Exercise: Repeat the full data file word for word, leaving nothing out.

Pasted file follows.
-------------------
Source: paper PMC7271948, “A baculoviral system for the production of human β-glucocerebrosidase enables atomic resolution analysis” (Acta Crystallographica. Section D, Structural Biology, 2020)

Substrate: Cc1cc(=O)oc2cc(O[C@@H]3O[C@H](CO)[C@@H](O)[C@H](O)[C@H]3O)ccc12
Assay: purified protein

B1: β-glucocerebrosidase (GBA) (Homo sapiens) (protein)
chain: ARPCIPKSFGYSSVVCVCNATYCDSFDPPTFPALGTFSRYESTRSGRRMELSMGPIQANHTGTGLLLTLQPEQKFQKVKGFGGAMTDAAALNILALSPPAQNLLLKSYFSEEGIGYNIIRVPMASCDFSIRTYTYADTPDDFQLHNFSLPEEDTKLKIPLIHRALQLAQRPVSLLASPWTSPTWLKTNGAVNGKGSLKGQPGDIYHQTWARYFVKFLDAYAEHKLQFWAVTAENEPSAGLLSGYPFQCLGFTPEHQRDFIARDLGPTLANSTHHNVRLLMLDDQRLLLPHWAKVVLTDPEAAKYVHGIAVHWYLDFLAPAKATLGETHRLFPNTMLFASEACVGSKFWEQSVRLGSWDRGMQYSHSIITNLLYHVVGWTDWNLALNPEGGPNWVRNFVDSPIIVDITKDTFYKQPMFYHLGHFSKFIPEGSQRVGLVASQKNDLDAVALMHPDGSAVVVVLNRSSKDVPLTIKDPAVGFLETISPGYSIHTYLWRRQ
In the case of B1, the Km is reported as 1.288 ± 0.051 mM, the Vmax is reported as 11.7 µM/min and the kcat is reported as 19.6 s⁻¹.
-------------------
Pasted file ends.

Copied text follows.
Source: paper PMC7271948, “A baculoviral system for the production of human β-glucocerebrosidase enables atomic resolution analysis” (Acta Crystallographica. Section D, Structural Biology, 2020)

Substrate: Cc1cc(=O)oc2cc(O[C@@H]3O[C@H](CO)[C@@H](O)[C@H](O)[C@H]3O)ccc12
Assay: purified protein

B1: β-glucocerebrosidase (GBA) (Homo sapiens) (protein)
chain: ARPCIPKSFGYSSVVCVCNATYCDSFDPPTFPALGTFSRYESTRSGRRMELSMGPIQANHTGTGLLLTLQPEQKFQKVKGFGGAMTDAAALNILALSPPAQNLLLKSYFSEEGIGYNIIRVPMASCDFSIRTYTYADTPDDFQLHNFSLPEEDTKLKIPLIHRALQLAQRPVSLLASPWTSPTWLKTNGAVNGKGSLKGQPGDIYHQTWARYFVKFLDAYAEHKLQFWAVTAENEPSAGLLSGYPFQCLGFTPEHQRDFIARDLGPTLANSTHHNVRLLMLDDQRLLLPHWAKVVLTDPEAAKYVHGIAVHWYLDFLAPAKATLGETHRLFPNTMLFASEACVGSKFWEQSVRLGSWDRGMQYSHSIITNLLYHVVGWTDWNLALNPEGGPNWVRNFVDSPIIVDITKDTFYKQPMFYHLGHFSKFIPEGSQRVGLVASQKNDLDAVALMHPDGSAVVVVLNRSSKDVPLTIKDPAVGFLETISPGYSIHTYLWRRQ
In the case of B1, the Km is reported as 1.288 ± 0.051 mM, the Vmax is reported as 11.7 µM/min and the kcat is reported as 19.6 s⁻¹.